The fact that these problems are minimised in the discourse is nothing out of ordinary, as much as politics is concerned. What is worrying is the fact that very little has been done to address these problems. One of the major constraints, in this regard, is the lack of resources to invest in regular monitoring visits and capacity building of all actors engaged in the implementation of the ‘7 Million’. Also, so far there is no proper mechanism for complaint, redress and accountability, which indirectly stimulates the situation to continue as it is. Ultimately, part of the propaganda of the ‘7 Million’ is related to the agenda of decentralisation in Mozambique — giving power to the districts and empowering the local councils. Yet, if these problems are not addressed, they may simply contribute to enhance and further legitimate centralising tendencies at the local level, while disguising them as part of the decentralisation process.
1. Republic of Mozambique. Council of Ministers (2005) Decree No. 11/2005, Regulação da Lei dos Órgãos Locais de Estado (RELOLE). Boletim da República, I Série, No. 23, 2nd Supplemento. Maputo, 10 June.
5. Orre, A. & Forquilha, S.C. 2012. ‘Uma iniciativa condenada ao fracasso. o fundo distrital dos 7 milhões e suas consequências para a governação em Moçambique’, in B. Weimer, org. Moçambique: descentralizar o centralismo. economia política, recursos e resultados. Maputo: IESE, 168-196.
[Image: Professor David Francis delivering a keynote address, Zimbabwe]
On 2-3 July 2015 representatives from JEFCAS participated at a University of Bradford facilitated Curriculum Development and Staff Training on Peace & Security Education in Zimbabwe.
Since its inception in 2004, peace education in Zimbabwe still has its fair share of multidimensional and multi-layered challenges to address in the conflict-prone context. The myriad challenges range from: strange bedfellows of politicians and peace academics – though they are expected to be mutually reinforcing and interlacing; the backwater communal narrative of marginalization and attendant challenges of rising poverty, hunger, dysfunctional hospitals and schools, increasingly polarized ethnic groups; a monumental economic comatose characterized by heightened company closures and job loses; both investor and capital flight further compounded by lack of balance of payment support from bilateral and multilateral financial institutions and a frosty relationship with a Commonwealth family to bloodletting factional politics – characterized by purging and decapitation of dissenting voices.
It is in light of these challenges that peace education was introduced as antidote, premised on two assumptions. First, that peace is the purveyor of security and development in a conflict-prone, stressed, fragile, failed state, and second, that a robust peace education curriculum can be instrumental in stopping hostilities that normally undermine the productive use of resources in Zimbabwe. Despite such projections, peace education has suffered conceptual and operations deficiencies. Operational deficits include institutional, structural and ideological. Institutionally, there is dearth of qualified lecturers, possibly the reason why peace education is undervalued in Zimbabwe. Relatedly, because of lack of proper qualifications, peace academics don’t have a voice. As such, offering a robust curriculum in a conflict-prone environment is viable if the peace educators have a significant voice. The 2-3 July 2015 Curriculum Development and Staff Training on Peace & Security Education in Zimbabwe was mooted, among other objectives, to design a tapestry of curricula that address the complex conflicts and build pedagogic capacities of peace educators from fourteen universities. The workshop ran under the theme “Mapping an Agenda for Peace and Security Education for Sustainable Development”. Lead facilitators included: Professor David. J. Francis (Head of Peace Studies, JEFCAS Director, Commonwealth Scholarship Commissioner at the University of Bradford), Professor Pamela Machakanja (Director of the Institute for Peace, Leadership and Governance, Africa University) and Dr. Author Bainomugisha (Executive Director of ACODE and Lecturer of Peace and Conflict Studies, Makerere University).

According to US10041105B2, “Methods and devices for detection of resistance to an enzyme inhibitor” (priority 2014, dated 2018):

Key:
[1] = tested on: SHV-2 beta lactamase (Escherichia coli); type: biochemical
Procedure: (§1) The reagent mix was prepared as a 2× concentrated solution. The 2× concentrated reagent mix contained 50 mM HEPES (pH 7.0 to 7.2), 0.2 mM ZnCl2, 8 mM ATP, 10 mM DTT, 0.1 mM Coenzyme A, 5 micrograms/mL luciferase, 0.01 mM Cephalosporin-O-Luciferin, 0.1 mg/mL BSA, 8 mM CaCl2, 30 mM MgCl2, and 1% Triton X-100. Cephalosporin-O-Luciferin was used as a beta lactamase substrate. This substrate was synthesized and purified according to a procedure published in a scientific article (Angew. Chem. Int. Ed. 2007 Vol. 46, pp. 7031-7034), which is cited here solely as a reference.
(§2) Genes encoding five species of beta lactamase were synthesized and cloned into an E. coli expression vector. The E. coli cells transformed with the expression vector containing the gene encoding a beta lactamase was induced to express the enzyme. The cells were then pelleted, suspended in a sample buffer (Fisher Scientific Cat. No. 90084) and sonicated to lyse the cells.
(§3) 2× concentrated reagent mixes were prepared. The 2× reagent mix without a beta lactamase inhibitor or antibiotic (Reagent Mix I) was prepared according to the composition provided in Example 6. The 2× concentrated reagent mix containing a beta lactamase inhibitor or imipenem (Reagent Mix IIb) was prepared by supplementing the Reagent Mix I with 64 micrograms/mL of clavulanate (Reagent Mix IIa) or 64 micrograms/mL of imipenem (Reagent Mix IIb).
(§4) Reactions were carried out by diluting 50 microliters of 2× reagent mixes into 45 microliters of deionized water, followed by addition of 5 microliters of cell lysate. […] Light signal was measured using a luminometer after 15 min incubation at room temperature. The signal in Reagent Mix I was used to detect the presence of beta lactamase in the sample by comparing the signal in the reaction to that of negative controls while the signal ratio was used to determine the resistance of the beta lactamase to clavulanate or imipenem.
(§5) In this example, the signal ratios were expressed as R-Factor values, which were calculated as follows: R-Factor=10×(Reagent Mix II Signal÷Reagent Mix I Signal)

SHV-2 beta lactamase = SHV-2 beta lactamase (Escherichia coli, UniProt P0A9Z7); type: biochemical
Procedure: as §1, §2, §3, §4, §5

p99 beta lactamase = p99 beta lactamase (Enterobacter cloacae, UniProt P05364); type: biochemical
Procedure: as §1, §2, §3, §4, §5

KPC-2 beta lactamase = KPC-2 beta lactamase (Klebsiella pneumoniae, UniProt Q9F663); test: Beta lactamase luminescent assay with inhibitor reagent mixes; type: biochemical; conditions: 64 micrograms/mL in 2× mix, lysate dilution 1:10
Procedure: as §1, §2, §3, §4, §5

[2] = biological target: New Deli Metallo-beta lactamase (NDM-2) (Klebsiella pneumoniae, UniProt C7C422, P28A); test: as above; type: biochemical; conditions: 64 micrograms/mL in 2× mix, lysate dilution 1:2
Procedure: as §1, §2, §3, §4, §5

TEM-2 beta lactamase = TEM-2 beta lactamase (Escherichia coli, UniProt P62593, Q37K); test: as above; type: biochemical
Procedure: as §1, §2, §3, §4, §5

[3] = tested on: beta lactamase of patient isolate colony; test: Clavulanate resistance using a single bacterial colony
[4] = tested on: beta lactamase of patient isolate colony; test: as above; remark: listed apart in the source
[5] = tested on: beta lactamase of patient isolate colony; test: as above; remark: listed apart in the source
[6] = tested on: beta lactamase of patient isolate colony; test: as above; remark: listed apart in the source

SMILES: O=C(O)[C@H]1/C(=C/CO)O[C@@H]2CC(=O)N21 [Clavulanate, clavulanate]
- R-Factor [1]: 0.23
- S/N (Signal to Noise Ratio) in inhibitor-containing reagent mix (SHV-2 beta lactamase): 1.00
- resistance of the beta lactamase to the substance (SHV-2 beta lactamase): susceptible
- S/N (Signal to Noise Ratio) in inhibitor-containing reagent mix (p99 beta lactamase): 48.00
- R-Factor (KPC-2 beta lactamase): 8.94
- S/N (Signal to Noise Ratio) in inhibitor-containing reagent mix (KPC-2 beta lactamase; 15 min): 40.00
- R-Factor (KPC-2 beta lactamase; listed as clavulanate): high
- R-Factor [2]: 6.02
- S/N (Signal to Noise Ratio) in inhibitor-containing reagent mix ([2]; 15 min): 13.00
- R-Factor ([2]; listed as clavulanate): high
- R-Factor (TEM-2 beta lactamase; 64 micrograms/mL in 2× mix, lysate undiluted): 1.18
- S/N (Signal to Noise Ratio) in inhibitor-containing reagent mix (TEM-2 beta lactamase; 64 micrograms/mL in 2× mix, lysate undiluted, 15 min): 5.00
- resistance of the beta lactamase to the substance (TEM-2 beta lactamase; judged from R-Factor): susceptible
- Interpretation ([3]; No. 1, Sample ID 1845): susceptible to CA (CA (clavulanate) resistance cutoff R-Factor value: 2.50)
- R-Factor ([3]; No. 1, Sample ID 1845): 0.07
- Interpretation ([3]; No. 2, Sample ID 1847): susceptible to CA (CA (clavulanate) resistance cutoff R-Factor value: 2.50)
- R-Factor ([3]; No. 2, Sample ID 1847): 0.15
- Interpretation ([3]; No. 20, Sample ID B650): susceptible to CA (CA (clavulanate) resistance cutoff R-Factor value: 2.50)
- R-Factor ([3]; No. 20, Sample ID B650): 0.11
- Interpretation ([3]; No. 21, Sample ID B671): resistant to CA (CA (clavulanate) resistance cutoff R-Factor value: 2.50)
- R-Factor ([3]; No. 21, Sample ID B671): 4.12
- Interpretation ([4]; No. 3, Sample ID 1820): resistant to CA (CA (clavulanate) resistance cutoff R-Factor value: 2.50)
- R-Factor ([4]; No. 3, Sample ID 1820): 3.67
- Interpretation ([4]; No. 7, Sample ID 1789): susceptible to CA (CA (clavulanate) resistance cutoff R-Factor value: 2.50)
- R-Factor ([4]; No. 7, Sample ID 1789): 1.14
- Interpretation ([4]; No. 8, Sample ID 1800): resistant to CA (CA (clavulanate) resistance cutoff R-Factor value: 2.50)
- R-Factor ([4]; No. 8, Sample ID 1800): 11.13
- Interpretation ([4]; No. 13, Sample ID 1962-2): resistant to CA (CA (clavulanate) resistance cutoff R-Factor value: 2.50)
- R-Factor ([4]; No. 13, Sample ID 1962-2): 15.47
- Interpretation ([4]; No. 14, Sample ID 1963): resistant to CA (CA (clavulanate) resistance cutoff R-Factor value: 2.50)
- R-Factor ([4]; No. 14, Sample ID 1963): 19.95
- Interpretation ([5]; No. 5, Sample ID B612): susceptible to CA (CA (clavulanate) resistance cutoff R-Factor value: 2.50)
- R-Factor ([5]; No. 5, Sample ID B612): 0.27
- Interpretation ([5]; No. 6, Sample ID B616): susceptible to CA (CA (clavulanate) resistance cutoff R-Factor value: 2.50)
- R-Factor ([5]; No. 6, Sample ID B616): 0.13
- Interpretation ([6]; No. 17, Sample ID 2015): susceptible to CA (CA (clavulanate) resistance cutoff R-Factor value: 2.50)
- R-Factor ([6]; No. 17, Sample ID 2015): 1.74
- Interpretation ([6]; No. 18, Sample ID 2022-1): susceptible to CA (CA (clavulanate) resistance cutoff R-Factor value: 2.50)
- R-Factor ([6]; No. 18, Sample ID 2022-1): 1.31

The training was part of the second phase of a collaborative project on curriculum development between peace academics in Zimbabwe and University of Bradford. While the first phase primarily focused on producing peace education guide, ways of mainstreaming peace in the existing curriculum and teaching and learning strategies, the sequential second workshop (carried after 10 years) focused on explicit processes of designing curriculum. Most significantly, the workshop sought to re-conceptualize the peace curriculum by involving wider community members, inclusive of the security sector actors (army and police), line ministry (Ministry of Education Sport and Culture), NGOs and students. Each university represented was given an opportunity to share curriculum experiences, milestones and militating factors. What emerged was a crying chorus demanding a totally new peace approach commensurate with increasingly dynamic internal conflicts. In his key note address, running under the title: Education for Peace Education in Africa: Challenges and Opportunities, and as a lead facilitator, David Francis identified militating factors confronting the viability of education for peace in the 21st century Africa. Among others, the most prominent being: